Themes, Motifs & Symbols
The Search for Love
Almost every character in Bleak House is searching for love, a search that proves to be equally rewarding and difficult. Esther quietly searches for love, even though she seems too busy taking care of others to think much about her own romantic situation. She refrains from focusing on her romantic feelings in her narrative, often revealing her feelings only through her stammering evasions of the subject. When she first meets Mr. Woodcourt, she barely mentions him or describes him, which is in stark contrast to the thorough treatment she gives everyone else who crosses her path. Only when her search for love is over, culminating in her marrying Mr. Woodcourt, does she devote explicit attention to it. Other characters carry on their searches more openly. Caddy Jellyby gleefully marries Prince Turveydrop, for example, and Rosa and Watt Rouncewell intend to marry.
The search for love is not successful for everyone, and it even ends with heartbreak for some. Mr. Guppy tries and fails to become engaged to Esther, making two ridiculous proposals that Esther roundly rejects. Esther accepts Mr. Jarndyce’s proposal, but he calls off his search for love when he acknowledges that the love between them is not the kind of love that will make Esther truly happy. Ada, although she finds true love with Richard, is eventually heartbroken when Richard dies. Sometimes the search for love is literal, and these searches never end well. For example, Lady Dedlock engages in a literal search for love when she tries to find out where her former lover is, and Sir Leicester endeavors to find Lady Dedlock when she disappears from Chesney Wold. Whether pleasing or tragic, the search for love always proves to be a force that changes characters dramatically.
The Importance and Danger of Passion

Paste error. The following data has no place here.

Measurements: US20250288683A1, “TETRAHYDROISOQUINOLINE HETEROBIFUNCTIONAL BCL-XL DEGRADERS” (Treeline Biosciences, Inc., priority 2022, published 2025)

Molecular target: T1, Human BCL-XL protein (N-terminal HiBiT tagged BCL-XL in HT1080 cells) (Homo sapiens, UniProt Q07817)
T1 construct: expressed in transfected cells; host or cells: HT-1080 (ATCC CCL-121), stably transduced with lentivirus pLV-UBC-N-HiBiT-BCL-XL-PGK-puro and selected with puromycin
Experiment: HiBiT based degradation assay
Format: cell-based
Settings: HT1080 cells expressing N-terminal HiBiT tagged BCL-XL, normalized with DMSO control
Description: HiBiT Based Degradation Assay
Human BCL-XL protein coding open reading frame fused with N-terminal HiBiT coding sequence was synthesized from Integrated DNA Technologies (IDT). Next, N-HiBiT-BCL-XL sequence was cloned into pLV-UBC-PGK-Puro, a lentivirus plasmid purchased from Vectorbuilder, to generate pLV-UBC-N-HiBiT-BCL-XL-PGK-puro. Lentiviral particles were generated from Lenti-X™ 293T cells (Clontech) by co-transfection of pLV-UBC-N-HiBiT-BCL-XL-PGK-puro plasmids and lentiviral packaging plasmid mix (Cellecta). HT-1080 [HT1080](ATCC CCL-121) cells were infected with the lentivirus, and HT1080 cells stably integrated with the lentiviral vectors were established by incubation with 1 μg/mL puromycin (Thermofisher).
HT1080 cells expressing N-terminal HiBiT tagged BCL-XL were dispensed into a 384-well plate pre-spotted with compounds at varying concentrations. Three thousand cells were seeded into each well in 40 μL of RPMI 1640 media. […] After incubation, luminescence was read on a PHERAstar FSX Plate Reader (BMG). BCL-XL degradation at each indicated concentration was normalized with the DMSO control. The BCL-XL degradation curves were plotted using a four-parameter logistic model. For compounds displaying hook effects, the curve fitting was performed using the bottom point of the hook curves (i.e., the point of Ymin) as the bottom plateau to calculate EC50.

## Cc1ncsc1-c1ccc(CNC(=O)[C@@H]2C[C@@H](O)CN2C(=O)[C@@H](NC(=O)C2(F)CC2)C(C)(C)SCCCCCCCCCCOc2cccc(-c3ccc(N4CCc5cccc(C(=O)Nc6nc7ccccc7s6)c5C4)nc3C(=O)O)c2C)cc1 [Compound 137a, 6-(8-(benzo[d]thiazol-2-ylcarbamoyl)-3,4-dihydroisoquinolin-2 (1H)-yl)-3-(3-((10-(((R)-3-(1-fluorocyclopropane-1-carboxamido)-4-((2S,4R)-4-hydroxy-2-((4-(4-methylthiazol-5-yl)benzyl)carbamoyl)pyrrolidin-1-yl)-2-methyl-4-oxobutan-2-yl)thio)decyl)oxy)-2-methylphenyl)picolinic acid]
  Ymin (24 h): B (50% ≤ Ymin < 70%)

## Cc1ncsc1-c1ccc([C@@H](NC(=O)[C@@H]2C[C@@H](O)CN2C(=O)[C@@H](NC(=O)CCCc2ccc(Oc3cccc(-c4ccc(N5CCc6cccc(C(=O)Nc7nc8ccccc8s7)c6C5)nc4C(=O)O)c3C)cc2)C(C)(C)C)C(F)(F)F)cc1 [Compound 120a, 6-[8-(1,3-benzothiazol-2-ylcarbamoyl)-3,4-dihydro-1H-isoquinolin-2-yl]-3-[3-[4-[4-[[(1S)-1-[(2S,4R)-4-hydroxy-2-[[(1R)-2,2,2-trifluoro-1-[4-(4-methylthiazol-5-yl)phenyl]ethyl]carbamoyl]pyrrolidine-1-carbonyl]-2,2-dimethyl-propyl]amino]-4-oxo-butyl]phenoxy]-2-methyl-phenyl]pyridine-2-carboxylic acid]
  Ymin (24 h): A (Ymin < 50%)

In Bleak House, passion is both important and dangerous, sometimes healthy and satisfying, sometimes harmful and destructive. Many characters recognize the importance of passion for a fulfilling life. For example, Mr. Jarndyce and Esther worry when Richard can’t find a career. Both hope he’ll settle on a career that he’ll feel passionate about, but Richard flits from one thing to the next, never finding anything truly compelling. Esther recognizes the importance of passion in love, which is why she cries as she decides to accept Mr. Jarndyce’s proposal—she loves him, but not in the passionate, romantic way she’s dreamed of loving someone. Even Mr. Jarndyce understands the importance of passion. Although he knows he and Esther could have a happy life together at Bleak House, he also knows their love is built on affection rather than passion. He releases her from her acceptance and settles her with Mr. Woodcourt, who he knows is Esther’s true love.
Although passion is a key element in a fulfilling life, it can be destructive when it is taken to an unhealthy level. Mrs. Jellyby, who is obsessed with her “mission” to help Africa, is criminally negligent of her family and has removed herself from them so much that she barely cares about Caddy’s engagement and wedding. Mrs. Pardiggle, the charity worker who forces her young sons to give up their money for her causes, is oblivious to her sons’ unhappiness and can’t see that she is an intolerable person. More sinister is the violent passion Richard feels for the Jarndyce and Jarndyce lawsuit. For the first time, he is excited about something, willing to devote himself wholeheartedly to it and make it his single goal. This passion was absent from all his previous pursuits, but it is not welcome or healthy here. Rather than enliven and satisfy him, it robs him of reason and moderation and, eventually, his life. Passion, though essential, can be dangerous when it becomes all consuming.
The Ambiguous Definition of “Mother”
Throughout Bleak House, the role of mother is filled by women who often are not “real” mothers at all. Charley, a child herself, cares for her two young siblings, all of them orphaned and struggling. Jenny and Liz, the brickmakers’ wives, care for each other’s children. Liz cares for Jenny’s child when it is sick, and after it dies, Jenny takes to calling Liz’s child her own. Lady Dedlock reveals a motherly side in her affection for Rosa. And Mrs. Rouncewell becomes a kind of mother figure to Sir Leicester when he becomes ill at the end of the novel.